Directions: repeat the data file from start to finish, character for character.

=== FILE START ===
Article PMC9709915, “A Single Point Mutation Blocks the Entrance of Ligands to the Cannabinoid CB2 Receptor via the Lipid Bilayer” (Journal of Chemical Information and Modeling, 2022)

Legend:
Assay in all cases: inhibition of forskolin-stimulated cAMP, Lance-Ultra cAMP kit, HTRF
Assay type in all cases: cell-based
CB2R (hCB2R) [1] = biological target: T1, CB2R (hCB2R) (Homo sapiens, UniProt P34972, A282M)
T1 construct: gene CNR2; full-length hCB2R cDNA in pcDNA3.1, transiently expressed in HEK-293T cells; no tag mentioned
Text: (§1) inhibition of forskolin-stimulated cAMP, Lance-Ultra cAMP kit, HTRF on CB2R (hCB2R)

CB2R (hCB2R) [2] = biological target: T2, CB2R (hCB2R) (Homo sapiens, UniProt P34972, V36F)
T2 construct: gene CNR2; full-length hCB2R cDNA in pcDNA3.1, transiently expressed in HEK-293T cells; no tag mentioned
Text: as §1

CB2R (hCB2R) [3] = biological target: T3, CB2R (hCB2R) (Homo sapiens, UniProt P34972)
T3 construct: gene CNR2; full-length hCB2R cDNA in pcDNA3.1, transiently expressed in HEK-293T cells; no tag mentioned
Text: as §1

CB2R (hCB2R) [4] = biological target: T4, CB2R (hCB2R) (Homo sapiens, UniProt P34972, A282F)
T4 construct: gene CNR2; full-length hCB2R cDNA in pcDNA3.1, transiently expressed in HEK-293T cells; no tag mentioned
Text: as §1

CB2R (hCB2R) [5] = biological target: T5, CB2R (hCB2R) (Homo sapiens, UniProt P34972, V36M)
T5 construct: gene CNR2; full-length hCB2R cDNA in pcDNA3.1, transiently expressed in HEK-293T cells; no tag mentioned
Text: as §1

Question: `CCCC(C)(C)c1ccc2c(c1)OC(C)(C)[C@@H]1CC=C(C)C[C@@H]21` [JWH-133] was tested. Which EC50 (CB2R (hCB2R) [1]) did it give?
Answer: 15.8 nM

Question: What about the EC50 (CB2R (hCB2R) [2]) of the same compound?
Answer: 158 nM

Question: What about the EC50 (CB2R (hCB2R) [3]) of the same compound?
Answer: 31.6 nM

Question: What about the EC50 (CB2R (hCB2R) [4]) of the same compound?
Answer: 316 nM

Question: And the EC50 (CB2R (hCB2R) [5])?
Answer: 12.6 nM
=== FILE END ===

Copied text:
Article PMC9709915, “A Single Point Mutation Blocks the Entrance of Ligands to the Cannabinoid CB2 Receptor via the Lipid Bilayer” (Journal of Chemical Information and Modeling, 2022)

Legend:
Assay in all cases: inhibition of forskolin-stimulated cAMP, Lance-Ultra cAMP kit, HTRF
Assay type in all cases: cell-based
CB2R (hCB2R) [1] = biological target: T1, CB2R (hCB2R) (Homo sapiens, UniProt P34972, A282M)
T1 construct: gene CNR2; full-length hCB2R cDNA in pcDNA3.1, transiently expressed in HEK-293T cells; no tag mentioned
Text: (§1) inhibition of forskolin-stimulated cAMP, Lance-Ultra cAMP kit, HTRF on CB2R (hCB2R)

CB2R (hCB2R) [2] = biological target: T2, CB2R (hCB2R) (Homo sapiens, UniProt P34972, V36F)
T2 construct: gene CNR2; full-length hCB2R cDNA in pcDNA3.1, transiently expressed in HEK-293T cells; no tag mentioned
Text: as §1

CB2R (hCB2R) [3] = biological target: T3, CB2R (hCB2R) (Homo sapiens, UniProt P34972)
T3 construct: gene CNR2; full-length hCB2R cDNA in pcDNA3.1, transiently expressed in HEK-293T cells; no tag mentioned
Text: as §1

CB2R (hCB2R) [4] = biological target: T4, CB2R (hCB2R) (Homo sapiens, UniProt P34972, A282F)
T4 construct: gene CNR2; full-length hCB2R cDNA in pcDNA3.1, transiently expressed in HEK-293T cells; no tag mentioned
Text: as §1

CB2R (hCB2R) [5] = biological target: T5, CB2R (hCB2R) (Homo sapiens, UniProt P34972, V36M)
T5 construct: gene CNR2; full-length hCB2R cDNA in pcDNA3.1, transiently expressed in HEK-293T cells; no tag mentioned
Text: as §1

Question: `CCCC(C)(C)c1ccc2c(c1)OC(C)(C)[C@@H]1CC=C(C)C[C@@H]21` [JWH-133] was tested. Which EC50 (CB2R (hCB2R) [1]) did it give?
Answer: 15.8 nM

Question: What about the EC50 (CB2R (hCB2R) [2]) of the same compound?
Answer: 158 nM

Question: What about the EC50 (CB2R (hCB2R) [3]) of the same compound?
Answer: 31.6 nM

Question: What about the EC50 (CB2R (hCB2R) [4]) of the same compound?
Answer: 316 nM

Question: And the EC50 (CB2R (hCB2R) [5])?
Answer: 12.6 nM